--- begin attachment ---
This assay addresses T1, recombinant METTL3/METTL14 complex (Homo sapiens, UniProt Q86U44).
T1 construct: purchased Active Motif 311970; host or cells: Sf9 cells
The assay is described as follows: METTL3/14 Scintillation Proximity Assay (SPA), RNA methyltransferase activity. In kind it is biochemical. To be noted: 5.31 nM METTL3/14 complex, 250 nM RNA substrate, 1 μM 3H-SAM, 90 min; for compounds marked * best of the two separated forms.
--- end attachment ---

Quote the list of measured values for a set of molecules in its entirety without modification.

This assay addresses T1, recombinant METTL3/METTL14 complex (Homo sapiens, UniProt Q86U44).
T1 construct: purchased Active Motif 311970; host or cells: Sf9 cells
The assay is described as follows: METTL3/14 Scintillation Proximity Assay (SPA), RNA methyltransferase activity. In kind it is biochemical. To be noted: 5.31 nM METTL3/14 complex, 250 nM RNA substrate, 1 μM 3H-SAM, 90 min; for compounds marked * best of the two separated forms.